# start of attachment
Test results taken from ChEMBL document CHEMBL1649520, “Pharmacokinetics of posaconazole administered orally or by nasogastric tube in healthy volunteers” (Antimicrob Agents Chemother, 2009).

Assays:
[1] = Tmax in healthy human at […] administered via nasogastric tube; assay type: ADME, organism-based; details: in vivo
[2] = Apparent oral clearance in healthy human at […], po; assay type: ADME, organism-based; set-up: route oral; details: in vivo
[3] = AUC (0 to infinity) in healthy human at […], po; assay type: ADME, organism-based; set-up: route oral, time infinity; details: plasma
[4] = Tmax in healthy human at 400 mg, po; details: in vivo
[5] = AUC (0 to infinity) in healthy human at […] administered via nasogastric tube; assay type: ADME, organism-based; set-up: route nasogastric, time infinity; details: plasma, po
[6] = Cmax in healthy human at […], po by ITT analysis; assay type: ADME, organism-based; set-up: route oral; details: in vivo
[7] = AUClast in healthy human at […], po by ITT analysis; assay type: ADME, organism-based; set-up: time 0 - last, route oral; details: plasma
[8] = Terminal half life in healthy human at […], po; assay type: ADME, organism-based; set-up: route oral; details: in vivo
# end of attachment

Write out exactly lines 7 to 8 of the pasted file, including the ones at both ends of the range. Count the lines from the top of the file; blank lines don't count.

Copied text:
[5] = AUC (0 to infinity) in healthy human at […] administered via nasogastric tube; assay type: ADME, organism-based; set-up: route nasogastric, time infinity; details: plasma, po
[6] = Cmax in healthy human at […], po by ITT analysis; assay type: ADME, organism-based; set-up: route oral; details: in vivo